Her full name was Mohammed Allah Akbar Osama, I think. This was in response to the radical stupidity of Muslims storming newspaper offices for running cartoons of Mohammed and Arresting teachers who obliviously named class teddy bears after him. But, much like all the other dwarf hamsters I've had, she got called 'little girl'. She was a sweet, even-temperred, little gray handful that managed to avoid all of the various addictions I subjected my other 'mice' to over ther years. And, I'm ashamed to say, she probably didn't get the attention most of them did. But she loved the attention she got, even from Scrappy ( I had to warn her, "Don't let the Booogle get you"). She loved her dad, even when she got left alone for a month when my leg kept me downstairs and before I said, "Duh, let's bring her downstairs".
Yesterday, I tried to give her some of that attention and found she could no longer haul her butt out of the cage door for all her efforts. She had the shakes, which seems to be a telltale of the Reaper's aproach. Still, she managed to get upstairs (she lived in a two-level, using the upstairs primarily for a ladies room) for New Years, though she looked terribly bloated. She spent that last night fairly active; it wasn't till morning that she passed from this cage. She was cooling but still warm when I found her in her little blue house- she must have seen the first dawn of 2010 in her last moments.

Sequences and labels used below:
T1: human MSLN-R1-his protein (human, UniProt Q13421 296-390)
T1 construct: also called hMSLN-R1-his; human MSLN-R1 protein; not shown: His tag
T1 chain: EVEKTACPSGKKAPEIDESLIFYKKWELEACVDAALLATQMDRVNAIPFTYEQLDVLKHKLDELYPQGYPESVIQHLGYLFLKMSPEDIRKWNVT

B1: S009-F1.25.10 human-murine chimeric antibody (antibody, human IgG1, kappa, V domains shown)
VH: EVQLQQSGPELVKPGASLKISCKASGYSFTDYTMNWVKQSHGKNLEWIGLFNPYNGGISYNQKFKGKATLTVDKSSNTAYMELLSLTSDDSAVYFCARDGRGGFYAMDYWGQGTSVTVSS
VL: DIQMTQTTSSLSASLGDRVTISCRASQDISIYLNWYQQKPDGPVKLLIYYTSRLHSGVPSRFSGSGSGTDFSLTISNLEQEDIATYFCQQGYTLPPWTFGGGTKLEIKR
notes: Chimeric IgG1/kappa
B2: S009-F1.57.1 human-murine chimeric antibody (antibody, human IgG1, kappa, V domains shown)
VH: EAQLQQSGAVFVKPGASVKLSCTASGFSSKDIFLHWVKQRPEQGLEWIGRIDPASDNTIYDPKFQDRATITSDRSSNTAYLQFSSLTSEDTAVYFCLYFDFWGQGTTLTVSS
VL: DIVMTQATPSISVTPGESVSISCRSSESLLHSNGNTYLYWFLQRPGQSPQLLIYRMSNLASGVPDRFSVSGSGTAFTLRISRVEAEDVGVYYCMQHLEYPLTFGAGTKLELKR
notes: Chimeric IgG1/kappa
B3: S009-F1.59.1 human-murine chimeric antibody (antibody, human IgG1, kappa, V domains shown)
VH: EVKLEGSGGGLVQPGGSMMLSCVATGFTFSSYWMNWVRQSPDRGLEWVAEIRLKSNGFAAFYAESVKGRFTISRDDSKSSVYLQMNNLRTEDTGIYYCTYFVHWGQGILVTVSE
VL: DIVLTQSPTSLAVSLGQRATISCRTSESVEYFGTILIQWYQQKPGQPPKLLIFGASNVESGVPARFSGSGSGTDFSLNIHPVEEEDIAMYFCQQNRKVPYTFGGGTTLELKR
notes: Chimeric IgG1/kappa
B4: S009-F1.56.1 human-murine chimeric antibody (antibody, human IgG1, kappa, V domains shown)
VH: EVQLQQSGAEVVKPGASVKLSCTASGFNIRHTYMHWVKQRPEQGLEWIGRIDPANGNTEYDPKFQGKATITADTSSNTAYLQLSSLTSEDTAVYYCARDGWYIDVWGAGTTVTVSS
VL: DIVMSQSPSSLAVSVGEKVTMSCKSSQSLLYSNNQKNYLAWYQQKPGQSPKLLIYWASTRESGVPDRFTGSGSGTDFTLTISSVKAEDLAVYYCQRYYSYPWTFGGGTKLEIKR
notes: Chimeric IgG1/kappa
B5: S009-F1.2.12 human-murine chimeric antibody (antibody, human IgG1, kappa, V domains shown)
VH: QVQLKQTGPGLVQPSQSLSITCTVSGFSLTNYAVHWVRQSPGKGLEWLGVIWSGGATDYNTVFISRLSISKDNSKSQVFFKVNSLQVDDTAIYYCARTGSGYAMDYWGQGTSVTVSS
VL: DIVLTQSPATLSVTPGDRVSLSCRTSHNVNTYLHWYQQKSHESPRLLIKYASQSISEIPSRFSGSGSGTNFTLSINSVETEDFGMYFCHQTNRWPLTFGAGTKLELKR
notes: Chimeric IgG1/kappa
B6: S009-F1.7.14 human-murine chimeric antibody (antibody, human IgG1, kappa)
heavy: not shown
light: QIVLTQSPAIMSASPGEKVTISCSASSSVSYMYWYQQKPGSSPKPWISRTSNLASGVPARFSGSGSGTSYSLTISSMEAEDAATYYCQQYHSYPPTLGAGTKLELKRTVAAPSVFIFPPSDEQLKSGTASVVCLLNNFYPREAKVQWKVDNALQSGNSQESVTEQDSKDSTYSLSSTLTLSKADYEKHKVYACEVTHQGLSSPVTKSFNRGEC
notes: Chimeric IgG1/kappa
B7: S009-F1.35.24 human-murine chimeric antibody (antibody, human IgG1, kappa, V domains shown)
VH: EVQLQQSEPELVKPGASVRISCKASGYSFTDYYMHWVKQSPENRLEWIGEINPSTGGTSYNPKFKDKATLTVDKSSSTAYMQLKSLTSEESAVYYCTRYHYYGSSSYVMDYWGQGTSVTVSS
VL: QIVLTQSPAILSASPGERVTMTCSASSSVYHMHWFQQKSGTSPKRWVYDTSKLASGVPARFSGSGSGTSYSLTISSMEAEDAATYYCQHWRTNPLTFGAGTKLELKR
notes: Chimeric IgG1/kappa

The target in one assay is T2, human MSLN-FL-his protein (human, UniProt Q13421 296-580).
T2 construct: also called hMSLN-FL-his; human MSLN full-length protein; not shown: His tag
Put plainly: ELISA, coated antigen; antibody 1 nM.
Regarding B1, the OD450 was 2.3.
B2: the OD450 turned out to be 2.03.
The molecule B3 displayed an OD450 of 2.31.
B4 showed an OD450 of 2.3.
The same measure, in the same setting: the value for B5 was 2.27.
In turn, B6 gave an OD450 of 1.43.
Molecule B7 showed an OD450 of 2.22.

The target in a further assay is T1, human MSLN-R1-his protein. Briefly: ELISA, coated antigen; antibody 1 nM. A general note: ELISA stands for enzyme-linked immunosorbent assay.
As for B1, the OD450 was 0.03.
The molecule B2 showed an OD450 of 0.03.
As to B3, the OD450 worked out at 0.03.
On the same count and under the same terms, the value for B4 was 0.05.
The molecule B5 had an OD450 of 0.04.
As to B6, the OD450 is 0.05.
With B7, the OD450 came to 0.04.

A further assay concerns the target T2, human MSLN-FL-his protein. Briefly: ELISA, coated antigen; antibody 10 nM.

I placed her in her edible (but not eaten) little log house and buried her under the first tree at the head of the trail into the fence row off the back patio. Right now, her cage sits in componant pieces while I decide whether she will, like those before her, have a successor. I don't know yet; for all the less-than-attention I gave her, I find I really miss her already. Maybe that's because she was so content with any attention she got. She didn't need constant affirmation; whenever I got around to her, she loved me just the same. That indictment of myself is why I debate letting her be the last. She deserved better than she got, in life and death. But she never minded.